Wednesday, November 6, 2013

Gone to Texas reviewed by Mark Thompson

Gone to Texas
Mike Zito & the Wheel
Ruf Records
13 tracks/62:10

Mike Zito has been on a roll the last few years. In 2010, the title song from his Pearl River recording, co-written with Cyril Neville, won the Blues Music Award for Song of the Year. Next, he joined Neville and guitarist Devon Allman, drummer Yonrico Scott and Charlie Wooten on bass to form Royal Southern Brotherhood, a band that has been tearing up the festival circuit ever since. The group is nominated for a 2013 Blues Blast Music Award for “Blues Rock Album” and garnered a Blues Music Award nomination in the same category.

Now the talented artist adds even more fuel to the fire with a new release featuring his latest band of hand-picked musicians, The Wheel.  Scot Sutherland has played with some of the best in the blues world, including six years on bass with the Tommy Castro Band. His rock-solid playing earned him a Blues Music Award nomination for Bass Player of the Year. Saxophonist Jimmy Carpenter was a long-time member of Jimmy Thackery’s band. He also has been a featured member of New Orleans legend Walter “Wolfman” Washington’s band. The man with the beat, drummer Rob Lee, is another New Orleans resident who has backed Johnny Sansone and Mia Borders. A veteran of Delbert McClinton’s band, Lewis Stephens, handles the keyboards while Susan Cowsill adds backing vocals.

This disc finds Zito honoring the state of Texas, where he fled to from his St. Louis home in search of love, redemption and escape from the addictions that had taken over his life. The title track delves deep into the Zito’s psyche as he looks for a new beginning, well-aware that he has reached the point-of-no-return and thankful for the healing power of love. “Rainbow Bridge” has the singer traveling through Louisiana, propelled by Sonny Landreth’s sizzling slide guitar licks.

Sutherland and Lee lay down a thundering groove worthy of Led Zeppelin on “Don’t Think Cause You’re Pretty” that Zito attacks on slide guitar while his raw vocal issues a warning to women trying to get by on looks alone. The pace immediately downshifts for the cautionary acoustic country blues “Death Row”, a harrowing depiction of where the singer might have ended up had he not found salvation.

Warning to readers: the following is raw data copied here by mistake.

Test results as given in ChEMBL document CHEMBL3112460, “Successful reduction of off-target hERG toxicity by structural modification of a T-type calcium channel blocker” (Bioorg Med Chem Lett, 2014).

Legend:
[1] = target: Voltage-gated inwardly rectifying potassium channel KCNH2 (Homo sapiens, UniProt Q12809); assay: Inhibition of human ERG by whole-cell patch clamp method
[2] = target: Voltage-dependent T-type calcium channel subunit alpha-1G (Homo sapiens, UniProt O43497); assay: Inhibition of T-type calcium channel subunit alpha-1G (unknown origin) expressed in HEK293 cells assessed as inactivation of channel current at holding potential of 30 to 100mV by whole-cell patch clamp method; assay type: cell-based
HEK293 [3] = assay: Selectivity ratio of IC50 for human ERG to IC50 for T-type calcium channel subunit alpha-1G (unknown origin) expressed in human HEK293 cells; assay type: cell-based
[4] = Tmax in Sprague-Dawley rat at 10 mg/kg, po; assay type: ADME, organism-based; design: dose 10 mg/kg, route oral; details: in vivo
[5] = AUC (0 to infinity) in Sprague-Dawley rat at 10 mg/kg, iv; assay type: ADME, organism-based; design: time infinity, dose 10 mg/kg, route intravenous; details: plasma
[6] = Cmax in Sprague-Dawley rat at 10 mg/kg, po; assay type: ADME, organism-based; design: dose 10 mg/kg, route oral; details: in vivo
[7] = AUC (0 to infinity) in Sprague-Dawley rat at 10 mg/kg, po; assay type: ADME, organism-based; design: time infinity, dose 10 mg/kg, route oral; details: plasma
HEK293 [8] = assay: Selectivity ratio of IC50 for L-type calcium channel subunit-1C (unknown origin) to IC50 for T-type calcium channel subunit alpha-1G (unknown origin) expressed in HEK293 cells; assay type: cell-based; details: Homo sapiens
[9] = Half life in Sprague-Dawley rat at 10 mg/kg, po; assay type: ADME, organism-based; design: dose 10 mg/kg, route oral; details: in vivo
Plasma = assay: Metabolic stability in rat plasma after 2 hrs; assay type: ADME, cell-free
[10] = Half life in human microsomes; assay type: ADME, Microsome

On “Take It Easy”, Zito pleads for patience as he attempts to build a relationship. Carpenter flavors “I Never Knew a Hurricane” with a seductive tenor sax solo as Zito pours out his anguish over a broken heart.

Other highlights are “Subtraction Blues”, sporting a choogling rhythm and clever lyrics from the leader about a woman that has his mind messed up. Stephens gives the Hammond organ a ride on the funky workout “Don’t Break a Leg” and Zito trades lead vocals with Delbert McClinton on “The Road Never Ends”, a unruly rocker with some scorching slide guitar from Zito. He gives another unvarnished look at the world of an addict on “Hell on Me”, singing and playing like a man possessed. The downward spiral continues on “Voices in Dallas” with Zito high and alone, talking to an empty room. Carpenter’s baritone sax and Cowsill’s hypnotic vocal contributions amplify the bone-chilling mood. “Wings of Freedom” has Zito celebrating his salvation while praying that those he left behind will find their own escape route from dependency.

This is Mike Zito’s celebration of his new life – and his frank, unerring confession of what his life once was. Collectively, the program reaches out to you with genuine passion, intent on letting us share in the details of every step of his journey.  The veteran band matches Zito’s energy every step of the way. Musically, it isn’t always blues, but Zito drills deep into the facts of life, the core of the blues tradition. This one comes highly recommended!

Reviewed by Mark Thompson

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